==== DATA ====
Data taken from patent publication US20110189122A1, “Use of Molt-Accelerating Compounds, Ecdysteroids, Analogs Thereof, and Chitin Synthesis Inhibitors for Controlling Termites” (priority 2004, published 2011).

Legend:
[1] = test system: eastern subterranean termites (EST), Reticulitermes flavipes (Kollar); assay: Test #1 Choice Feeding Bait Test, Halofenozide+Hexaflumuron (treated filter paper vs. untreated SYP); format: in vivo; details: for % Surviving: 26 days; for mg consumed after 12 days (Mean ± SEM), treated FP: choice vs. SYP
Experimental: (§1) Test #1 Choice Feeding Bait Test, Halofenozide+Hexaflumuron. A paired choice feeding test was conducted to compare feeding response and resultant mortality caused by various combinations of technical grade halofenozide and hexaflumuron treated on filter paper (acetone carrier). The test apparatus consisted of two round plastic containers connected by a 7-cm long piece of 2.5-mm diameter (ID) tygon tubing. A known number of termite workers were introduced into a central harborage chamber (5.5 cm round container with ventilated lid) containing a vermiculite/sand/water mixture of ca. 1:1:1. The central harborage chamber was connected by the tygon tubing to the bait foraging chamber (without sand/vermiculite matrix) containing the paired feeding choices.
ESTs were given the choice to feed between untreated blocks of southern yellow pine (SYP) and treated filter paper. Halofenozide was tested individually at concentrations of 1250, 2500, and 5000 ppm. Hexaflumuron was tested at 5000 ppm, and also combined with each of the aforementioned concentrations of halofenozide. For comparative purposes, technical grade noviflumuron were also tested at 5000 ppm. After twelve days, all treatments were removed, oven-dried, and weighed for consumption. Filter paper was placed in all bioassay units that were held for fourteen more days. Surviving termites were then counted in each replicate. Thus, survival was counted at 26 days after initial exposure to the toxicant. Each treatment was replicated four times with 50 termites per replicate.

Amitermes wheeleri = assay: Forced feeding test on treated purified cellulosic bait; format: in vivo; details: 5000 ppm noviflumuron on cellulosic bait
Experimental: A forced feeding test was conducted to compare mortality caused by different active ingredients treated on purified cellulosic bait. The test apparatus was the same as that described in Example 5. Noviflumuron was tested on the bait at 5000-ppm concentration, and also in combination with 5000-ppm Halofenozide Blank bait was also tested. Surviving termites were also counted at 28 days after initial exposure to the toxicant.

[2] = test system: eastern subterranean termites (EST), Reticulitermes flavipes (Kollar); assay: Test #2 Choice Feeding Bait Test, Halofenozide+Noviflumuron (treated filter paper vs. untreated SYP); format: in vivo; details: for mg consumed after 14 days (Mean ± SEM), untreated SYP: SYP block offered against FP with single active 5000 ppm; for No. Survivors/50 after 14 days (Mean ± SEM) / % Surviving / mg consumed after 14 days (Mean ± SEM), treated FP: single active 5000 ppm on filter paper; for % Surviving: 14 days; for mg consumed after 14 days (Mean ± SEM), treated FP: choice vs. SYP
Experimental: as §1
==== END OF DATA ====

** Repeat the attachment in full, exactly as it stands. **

Data taken from patent publication US20110189122A1, “Use of Molt-Accelerating Compounds, Ecdysteroids, Analogs Thereof, and Chitin Synthesis Inhibitors for Controlling Termites” (priority 2004, published 2011).

Legend:
[1] = test system: eastern subterranean termites (EST), Reticulitermes flavipes (Kollar); assay: Test #1 Choice Feeding Bait Test, Halofenozide+Hexaflumuron (treated filter paper vs. untreated SYP); format: in vivo; details: for % Surviving: 26 days; for mg consumed after 12 days (Mean ± SEM), treated FP: choice vs. SYP
Experimental: (§1) Test #1 Choice Feeding Bait Test, Halofenozide+Hexaflumuron. A paired choice feeding test was conducted to compare feeding response and resultant mortality caused by various combinations of technical grade halofenozide and hexaflumuron treated on filter paper (acetone carrier). The test apparatus consisted of two round plastic containers connected by a 7-cm long piece of 2.5-mm diameter (ID) tygon tubing. A known number of termite workers were introduced into a central harborage chamber (5.5 cm round container with ventilated lid) containing a vermiculite/sand/water mixture of ca. 1:1:1. The central harborage chamber was connected by the tygon tubing to the bait foraging chamber (without sand/vermiculite matrix) containing the paired feeding choices.
ESTs were given the choice to feed between untreated blocks of southern yellow pine (SYP) and treated filter paper. Halofenozide was tested individually at concentrations of 1250, 2500, and 5000 ppm. Hexaflumuron was tested at 5000 ppm, and also combined with each of the aforementioned concentrations of halofenozide. For comparative purposes, technical grade noviflumuron were also tested at 5000 ppm. After twelve days, all treatments were removed, oven-dried, and weighed for consumption. Filter paper was placed in all bioassay units that were held for fourteen more days. Surviving termites were then counted in each replicate. Thus, survival was counted at 26 days after initial exposure to the toxicant. Each treatment was replicated four times with 50 termites per replicate.

Amitermes wheeleri = assay: Forced feeding test on treated purified cellulosic bait; format: in vivo; details: 5000 ppm noviflumuron on cellulosic bait
Experimental: A forced feeding test was conducted to compare mortality caused by different active ingredients treated on purified cellulosic bait. The test apparatus was the same as that described in Example 5. Noviflumuron was tested on the bait at 5000-ppm concentration, and also in combination with 5000-ppm Halofenozide Blank bait was also tested. Surviving termites were also counted at 28 days after initial exposure to the toxicant.

[2] = test system: eastern subterranean termites (EST), Reticulitermes flavipes (Kollar); assay: Test #2 Choice Feeding Bait Test, Halofenozide+Noviflumuron (treated filter paper vs. untreated SYP); format: in vivo; details: for mg consumed after 14 days (Mean ± SEM), untreated SYP: SYP block offered against FP with single active 5000 ppm; for No. Survivors/50 after 14 days (Mean ± SEM) / % Surviving / mg consumed after 14 days (Mean ± SEM), treated FP: single active 5000 ppm on filter paper; for % Surviving: 14 days; for mg consumed after 14 days (Mean ± SEM), treated FP: choice vs. SYP
Experimental: as §1